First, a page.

smrdata

Skills Passport: Opening the Door  

The Skills Passport from its inception in 2008 was originally intended to provide a stepping stone towards professional accreditation at the start of, or prior to a career(i.e. membership of the Institute for Archaeology (IfA)); a means of recognising personal skill gaps; and a convenient way to log continual professional development (CPD) and creating Personal Development Plans (PDP).

The Passport contains a record of basic competences gained including core, secondary and tertiary skills, and in conjunction with the website, acts as an invaluable guide to career pathways (by highlighting skills required for archaeological occupations).

The passport also helps potential employers make a more informed assessment of a job applicant’s skills.

Why is the Skills Passport needed and how it will work?

CVs and covering letters are well known for their over reliance on self-assessment and self- aggrandisement. As an employer you might only find out if a person is actually competent or not once into the job. Therefore, the Passport would act as a much more reliable record of the skillset attained by a job applicant.

The Passport should prove invaluable to its owner, who will quickly be able to comprehend from the information provided, what it is they need to learn in order to gain employment within the profession.

There is already a complex National Occupational Standards (NOS) matrix that looks at skills, but is extremely difficult to cross relate and define particular elements. The Skills Passport is specific and uncluttered and each skill is standardised requiring no formal ruling and validation, as this is carried out as a self-regulatory system. A skill is gained, dated and signed off by named individuals, who by doing this are confirming the passport holder’s competence.   It requires a simple test on each practical skill and asks “can you carry out the task without assistance or not”?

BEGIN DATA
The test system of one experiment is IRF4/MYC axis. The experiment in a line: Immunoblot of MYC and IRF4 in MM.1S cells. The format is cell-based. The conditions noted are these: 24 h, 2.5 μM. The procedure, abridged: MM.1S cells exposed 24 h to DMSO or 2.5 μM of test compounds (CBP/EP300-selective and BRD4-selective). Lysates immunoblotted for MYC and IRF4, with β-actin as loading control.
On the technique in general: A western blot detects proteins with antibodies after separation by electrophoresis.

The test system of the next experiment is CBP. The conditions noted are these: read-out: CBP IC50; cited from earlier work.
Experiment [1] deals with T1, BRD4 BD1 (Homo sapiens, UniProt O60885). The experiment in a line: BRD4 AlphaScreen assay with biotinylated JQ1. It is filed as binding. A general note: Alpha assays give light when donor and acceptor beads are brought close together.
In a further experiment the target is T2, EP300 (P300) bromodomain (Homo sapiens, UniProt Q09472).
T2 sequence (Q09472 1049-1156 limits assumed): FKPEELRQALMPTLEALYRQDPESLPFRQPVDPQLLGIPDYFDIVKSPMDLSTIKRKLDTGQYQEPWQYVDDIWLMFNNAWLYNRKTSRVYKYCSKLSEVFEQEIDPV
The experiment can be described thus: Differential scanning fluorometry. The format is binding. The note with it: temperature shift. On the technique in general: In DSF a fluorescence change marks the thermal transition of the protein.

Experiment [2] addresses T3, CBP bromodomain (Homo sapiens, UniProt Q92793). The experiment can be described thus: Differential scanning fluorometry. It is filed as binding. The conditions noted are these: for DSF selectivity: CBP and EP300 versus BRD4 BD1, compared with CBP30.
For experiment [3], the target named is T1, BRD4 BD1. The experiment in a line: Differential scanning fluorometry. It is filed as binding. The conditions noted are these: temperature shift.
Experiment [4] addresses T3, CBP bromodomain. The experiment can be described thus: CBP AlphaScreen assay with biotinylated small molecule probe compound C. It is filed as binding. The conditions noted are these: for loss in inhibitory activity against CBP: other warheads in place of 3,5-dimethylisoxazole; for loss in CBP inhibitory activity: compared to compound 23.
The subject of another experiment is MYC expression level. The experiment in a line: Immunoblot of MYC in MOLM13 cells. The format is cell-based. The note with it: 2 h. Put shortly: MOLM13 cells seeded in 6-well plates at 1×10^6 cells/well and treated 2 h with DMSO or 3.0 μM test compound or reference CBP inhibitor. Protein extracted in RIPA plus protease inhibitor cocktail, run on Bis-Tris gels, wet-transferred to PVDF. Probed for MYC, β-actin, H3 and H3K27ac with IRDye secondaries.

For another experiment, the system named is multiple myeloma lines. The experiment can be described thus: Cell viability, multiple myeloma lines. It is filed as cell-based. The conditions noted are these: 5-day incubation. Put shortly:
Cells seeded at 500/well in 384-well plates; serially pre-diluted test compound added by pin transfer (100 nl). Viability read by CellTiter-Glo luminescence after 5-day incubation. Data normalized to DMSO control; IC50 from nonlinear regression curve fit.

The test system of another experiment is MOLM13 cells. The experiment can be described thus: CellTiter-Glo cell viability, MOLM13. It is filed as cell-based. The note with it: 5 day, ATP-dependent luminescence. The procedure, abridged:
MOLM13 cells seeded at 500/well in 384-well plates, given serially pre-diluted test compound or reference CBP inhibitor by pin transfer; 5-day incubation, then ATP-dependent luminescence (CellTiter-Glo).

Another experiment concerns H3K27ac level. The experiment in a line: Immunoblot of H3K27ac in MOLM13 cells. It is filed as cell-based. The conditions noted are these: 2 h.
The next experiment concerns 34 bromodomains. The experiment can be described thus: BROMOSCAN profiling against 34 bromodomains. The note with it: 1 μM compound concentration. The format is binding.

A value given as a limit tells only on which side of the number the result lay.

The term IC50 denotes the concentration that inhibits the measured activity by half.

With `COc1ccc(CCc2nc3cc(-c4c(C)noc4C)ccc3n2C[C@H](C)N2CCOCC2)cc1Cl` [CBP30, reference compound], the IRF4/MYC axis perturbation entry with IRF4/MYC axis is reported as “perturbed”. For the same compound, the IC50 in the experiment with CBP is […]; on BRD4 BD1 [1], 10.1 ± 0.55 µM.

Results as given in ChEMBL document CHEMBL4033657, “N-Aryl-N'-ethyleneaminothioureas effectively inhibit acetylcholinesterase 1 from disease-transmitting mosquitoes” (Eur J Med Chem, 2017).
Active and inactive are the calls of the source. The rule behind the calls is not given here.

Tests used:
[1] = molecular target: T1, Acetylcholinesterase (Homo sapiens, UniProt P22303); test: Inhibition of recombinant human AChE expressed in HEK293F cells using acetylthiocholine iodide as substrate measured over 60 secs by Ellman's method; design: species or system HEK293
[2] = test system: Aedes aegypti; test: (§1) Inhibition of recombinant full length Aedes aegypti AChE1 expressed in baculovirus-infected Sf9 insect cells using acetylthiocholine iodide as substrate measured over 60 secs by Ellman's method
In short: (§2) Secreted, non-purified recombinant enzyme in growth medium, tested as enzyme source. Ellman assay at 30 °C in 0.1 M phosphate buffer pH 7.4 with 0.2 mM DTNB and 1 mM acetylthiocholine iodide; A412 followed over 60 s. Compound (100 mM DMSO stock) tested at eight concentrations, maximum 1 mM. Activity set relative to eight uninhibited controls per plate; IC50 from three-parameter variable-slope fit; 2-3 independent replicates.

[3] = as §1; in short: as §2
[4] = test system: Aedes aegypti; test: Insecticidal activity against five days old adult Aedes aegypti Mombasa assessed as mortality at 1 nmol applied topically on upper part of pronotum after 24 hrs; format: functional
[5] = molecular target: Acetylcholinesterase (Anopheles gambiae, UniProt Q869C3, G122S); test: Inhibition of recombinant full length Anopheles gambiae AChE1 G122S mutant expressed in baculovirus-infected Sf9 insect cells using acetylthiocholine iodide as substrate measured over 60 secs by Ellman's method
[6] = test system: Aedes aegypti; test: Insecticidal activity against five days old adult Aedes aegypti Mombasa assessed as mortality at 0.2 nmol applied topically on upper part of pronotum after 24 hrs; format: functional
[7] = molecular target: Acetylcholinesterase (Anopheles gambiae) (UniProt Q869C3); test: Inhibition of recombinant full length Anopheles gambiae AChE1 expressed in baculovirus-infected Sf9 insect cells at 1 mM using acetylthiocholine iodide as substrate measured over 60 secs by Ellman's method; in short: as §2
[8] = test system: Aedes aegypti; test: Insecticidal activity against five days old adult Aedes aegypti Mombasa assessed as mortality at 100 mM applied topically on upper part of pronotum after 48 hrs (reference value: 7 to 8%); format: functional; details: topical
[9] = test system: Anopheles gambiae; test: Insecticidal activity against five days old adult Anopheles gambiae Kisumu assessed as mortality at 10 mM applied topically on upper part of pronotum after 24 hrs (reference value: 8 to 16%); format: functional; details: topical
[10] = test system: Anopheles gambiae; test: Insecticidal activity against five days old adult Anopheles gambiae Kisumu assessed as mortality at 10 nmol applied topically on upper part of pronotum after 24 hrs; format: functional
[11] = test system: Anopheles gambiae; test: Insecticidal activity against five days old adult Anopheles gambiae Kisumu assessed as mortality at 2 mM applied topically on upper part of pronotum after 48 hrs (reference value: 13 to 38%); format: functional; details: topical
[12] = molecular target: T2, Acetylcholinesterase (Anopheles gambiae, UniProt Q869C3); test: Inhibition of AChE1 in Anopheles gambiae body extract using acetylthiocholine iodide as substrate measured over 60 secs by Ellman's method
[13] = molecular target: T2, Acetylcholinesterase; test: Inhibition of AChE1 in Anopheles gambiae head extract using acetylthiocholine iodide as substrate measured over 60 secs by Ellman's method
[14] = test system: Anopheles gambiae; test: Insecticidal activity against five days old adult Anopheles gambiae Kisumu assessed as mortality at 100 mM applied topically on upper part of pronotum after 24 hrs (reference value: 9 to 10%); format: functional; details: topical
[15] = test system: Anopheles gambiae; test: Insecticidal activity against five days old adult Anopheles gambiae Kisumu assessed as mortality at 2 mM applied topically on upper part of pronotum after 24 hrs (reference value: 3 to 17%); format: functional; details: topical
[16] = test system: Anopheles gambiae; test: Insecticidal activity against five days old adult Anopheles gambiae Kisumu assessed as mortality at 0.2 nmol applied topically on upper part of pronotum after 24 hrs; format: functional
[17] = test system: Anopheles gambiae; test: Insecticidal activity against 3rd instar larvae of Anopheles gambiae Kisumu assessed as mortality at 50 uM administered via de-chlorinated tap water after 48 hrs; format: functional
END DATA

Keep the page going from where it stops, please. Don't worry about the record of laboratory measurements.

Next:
There are Core Skills which are the basic requirements for all field archaeologists, Secondary Skills, that are recommended, and Tertiary Skills, which, in reality extend into any number of potential specialisms from Lithic Analysis  to Heritage Law.

Take for example, the Total Station Survey section (Secondary Skills);

The holder must demonstrate the ability to set up correctly and take appropriate measurements with no instruction from the trainer. If this is achieved, the trainer can then initial and date the    skill. There is room to repeat this skill training on several dates, thus proving ongoing competence.

The passport contains degrees of ability:

Novice: Able to carry out the specified task under supervision.

Competent: Able to carry out the specific task with limited supervision.

Proficient: Able to carry out the specific task independently and support others confidently

After completing this task 4 times (usually within the space of 2 years) you can be confident that you are able to carry out this task with some degree of competence.  In addition, a prospective employer can crucially see concrete evidence ( including who signed you off) that you can carry out this task.

This Passport is for You to begin your career in archaeology, and the logging of skills and training will see you in good stead for membership of a professional organisation such as the Institute for Archaeology (IfA).  You may wish to continue your skill training by moving to the CPD Training Passport.

 

David Connolly

British Archaeological Jobs and Resources

Times Free Press